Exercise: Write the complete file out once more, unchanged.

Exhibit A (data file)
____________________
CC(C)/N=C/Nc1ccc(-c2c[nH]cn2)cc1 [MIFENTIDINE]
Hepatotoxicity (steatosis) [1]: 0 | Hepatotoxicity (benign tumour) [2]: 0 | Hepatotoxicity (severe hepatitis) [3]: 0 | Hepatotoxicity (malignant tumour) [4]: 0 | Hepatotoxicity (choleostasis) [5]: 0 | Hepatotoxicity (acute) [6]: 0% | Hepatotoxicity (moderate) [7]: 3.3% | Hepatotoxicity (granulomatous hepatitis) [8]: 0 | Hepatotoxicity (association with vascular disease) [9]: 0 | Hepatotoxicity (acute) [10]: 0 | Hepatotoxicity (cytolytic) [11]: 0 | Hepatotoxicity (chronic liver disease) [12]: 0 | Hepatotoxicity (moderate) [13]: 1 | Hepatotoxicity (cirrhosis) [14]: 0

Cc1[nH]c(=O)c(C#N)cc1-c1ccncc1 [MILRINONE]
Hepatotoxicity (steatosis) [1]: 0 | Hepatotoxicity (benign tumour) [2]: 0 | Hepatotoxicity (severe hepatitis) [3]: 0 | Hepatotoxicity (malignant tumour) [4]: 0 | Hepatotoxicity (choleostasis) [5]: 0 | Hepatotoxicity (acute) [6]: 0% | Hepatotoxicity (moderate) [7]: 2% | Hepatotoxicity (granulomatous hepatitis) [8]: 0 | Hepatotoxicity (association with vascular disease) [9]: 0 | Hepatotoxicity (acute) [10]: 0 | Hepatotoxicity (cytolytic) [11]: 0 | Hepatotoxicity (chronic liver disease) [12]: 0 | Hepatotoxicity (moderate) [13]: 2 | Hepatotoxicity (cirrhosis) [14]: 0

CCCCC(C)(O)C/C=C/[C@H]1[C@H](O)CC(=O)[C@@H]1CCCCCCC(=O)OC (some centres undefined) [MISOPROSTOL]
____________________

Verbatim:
CC(C)/N=C/Nc1ccc(-c2c[nH]cn2)cc1 [MIFENTIDINE]
Hepatotoxicity (steatosis) [1]: 0 | Hepatotoxicity (benign tumour) [2]: 0 | Hepatotoxicity (severe hepatitis) [3]: 0 | Hepatotoxicity (malignant tumour) [4]: 0 | Hepatotoxicity (choleostasis) [5]: 0 | Hepatotoxicity (acute) [6]: 0% | Hepatotoxicity (moderate) [7]: 3.3% | Hepatotoxicity (granulomatous hepatitis) [8]: 0 | Hepatotoxicity (association with vascular disease) [9]: 0 | Hepatotoxicity (acute) [10]: 0 | Hepatotoxicity (cytolytic) [11]: 0 | Hepatotoxicity (chronic liver disease) [12]: 0 | Hepatotoxicity (moderate) [13]: 1 | Hepatotoxicity (cirrhosis) [14]: 0

Cc1[nH]c(=O)c(C#N)cc1-c1ccncc1 [MILRINONE]
Hepatotoxicity (steatosis) [1]: 0 | Hepatotoxicity (benign tumour) [2]: 0 | Hepatotoxicity (severe hepatitis) [3]: 0 | Hepatotoxicity (malignant tumour) [4]: 0 | Hepatotoxicity (choleostasis) [5]: 0 | Hepatotoxicity (acute) [6]: 0% | Hepatotoxicity (moderate) [7]: 2% | Hepatotoxicity (granulomatous hepatitis) [8]: 0 | Hepatotoxicity (association with vascular disease) [9]: 0 | Hepatotoxicity (acute) [10]: 0 | Hepatotoxicity (cytolytic) [11]: 0 | Hepatotoxicity (chronic liver disease) [12]: 0 | Hepatotoxicity (moderate) [13]: 2 | Hepatotoxicity (cirrhosis) [14]: 0

CCCCC(C)(O)C/C=C/[C@H]1[C@H](O)CC(=O)[C@@H]1CCCCCCC(=O)OC (some centres undefined) [MISOPROSTOL]